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Howard
Howard, Immigration Lawyer
Category: UK Immigration Law
Satisfied Customers: 459
Experience:  Senior Partner with nearly 20 years experience in UK Immigration Law.
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I am a non-EEA citizen and have been here in the UK since 2006.

Resolved Question:

I am a non-EEA citizen and have been here in the UK since 2006. I have a family member residence card for an EEA National. We were married in 2008 and have 2 children. The residence card was issued in April 2009 and expires April 2014.
In 2011 we were divorced and I currently visit them frequently and pay child support each month.
I live with my partner, she is English and we have been living together for 2 years. I am a tenant on our property & I have a full time job.
I would like to apply for permanent residence here and would like advice on what is required and or assistance as necessary. I did not ask for a new visa when I got divorced and I have received a few different answers when I have asked this question to agencies on line. The latest response to my question about gaining residency said I had a problem as my visa was not relevent since the marriage breakdown. I am now very concerned what I should do, it is very important I get this sorted out as soon as possible for so many reasons.
Submitted: 1 year ago.
Category: UK Immigration Law
Expert:  Howard replied 1 year ago.
If you were married for at least 3 years before divorce proceedings were initiated and have spent at least 1 year in the UK then you might be able to remain in the UK regardless of the current relationship, and especially if one or both of the children was born in the UK and is still in the UK, under the European rules relating to the right to a family life.

This is something that should have been dealt with at the time rather than 2 years later and this delay does not exactly help matters.

Read the following document from section 5.4.2:

http://www.ukba.homeoffice.gov.uk/sitecontent/documents/policyandlaw/ecis/chapter5.pdf?view=Binary

It is strongly recommended that you call the helpline for advice and confirmation to make sure you are satisfied - 0845(NNN) NNN-NNNN- but you should be able to remain in the UK and apply for PR in due course.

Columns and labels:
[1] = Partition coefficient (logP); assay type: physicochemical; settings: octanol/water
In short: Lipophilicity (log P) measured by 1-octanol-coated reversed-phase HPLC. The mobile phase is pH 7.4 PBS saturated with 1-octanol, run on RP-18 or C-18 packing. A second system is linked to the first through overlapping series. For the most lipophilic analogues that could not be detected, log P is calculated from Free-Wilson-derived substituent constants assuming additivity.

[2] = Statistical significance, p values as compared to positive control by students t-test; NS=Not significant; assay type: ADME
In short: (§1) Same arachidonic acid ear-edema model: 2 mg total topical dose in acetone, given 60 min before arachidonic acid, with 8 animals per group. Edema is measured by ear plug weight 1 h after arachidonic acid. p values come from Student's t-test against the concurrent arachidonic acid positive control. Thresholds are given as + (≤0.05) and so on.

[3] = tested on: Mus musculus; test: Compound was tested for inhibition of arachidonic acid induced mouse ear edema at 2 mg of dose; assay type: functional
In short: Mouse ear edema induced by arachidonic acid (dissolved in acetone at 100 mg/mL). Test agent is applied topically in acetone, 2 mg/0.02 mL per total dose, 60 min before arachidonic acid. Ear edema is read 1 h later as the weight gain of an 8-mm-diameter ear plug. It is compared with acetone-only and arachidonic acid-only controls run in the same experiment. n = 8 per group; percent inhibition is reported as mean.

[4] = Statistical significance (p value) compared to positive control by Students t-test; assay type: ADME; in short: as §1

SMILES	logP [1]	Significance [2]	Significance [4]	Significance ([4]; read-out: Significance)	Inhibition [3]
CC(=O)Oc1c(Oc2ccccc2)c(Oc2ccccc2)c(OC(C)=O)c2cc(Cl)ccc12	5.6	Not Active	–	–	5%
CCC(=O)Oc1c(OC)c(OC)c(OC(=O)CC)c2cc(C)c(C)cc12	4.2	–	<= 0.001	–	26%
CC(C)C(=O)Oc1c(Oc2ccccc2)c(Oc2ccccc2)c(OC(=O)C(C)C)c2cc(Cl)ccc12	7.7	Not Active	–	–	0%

Howard, Immigration Lawyer
Satisfied Customers: 459
Experience: Senior Partner with nearly 20 years experience in UK Immigration Law.
Howard and other UK Immigration Law Specialists are ready to help you
Customer: replied 1 year ago.

Ok, I read the document. If I apply now, what do I apply for? I have the right to visit my boys who live here & were born here. The marriage broke down before the 3 years and proceedings were started.


 


I have also been told that I cannot change to a partner visa although I have been with my current partner for over 2 years, is that also true? What would be the case if we wanted to get married? Would this be a problem?

Expert:  Howard replied 1 year ago.
What do you mean by you cannot 'change' to a partner visa? Are you talking about not being able to switch within the UK or not being able to apply at all? Who told you this?

Was the date of the divorce within 3 years or after 3 years of the date of marriage?
Customer: replied 1 year ago.

The divorce was applied for inside of 3 years, the decree absolute was granted outside of 3 years.


 


I think that it was perhaps that I could not switch from within the UK. I am presuming from what you say that if I was to apply for a new visa linked to my partner I would have to leave the UK?. We have been living together for more than 2 years now and I have been here for several years before. The information came from an online source.

Expert:  Howard replied 1 year ago.
I suggest an EEA2 visa application for retained right of residence.

You will note that section 5.4.7 of the document I linked to outlines how you can retain the right of residence based on having access rights to the child. The form also simply asks for the dates of marriage and the date the divorce was finalised. The form further asks if you were married for 3 years and the answer is that you were, this being the period from the date of marriage to the date of the divorce being finalised.

The application should provide you with a retained right of residence and after 5 years in the UK you can make an EEA4 Permanent Residence application. You might expect to be asked why you did not apply sooner but it is important to note that EEA rules do not require you to make these applications - it is simply recommended.

I hope the above answers your questions. Please rate the service that I have provided and thereafter if you required further clarifications or have other questions then please do not hesitate to ask.
Customer: replied 1 year ago.

Thank you.


 


Finally, could you represent me with the application if required? Also, how long do you expect it to take as clearly I need to start the application very soon. Is there anything else that you would recommend which would help, or documents I need?

Expert:  Howard replied 1 year ago.
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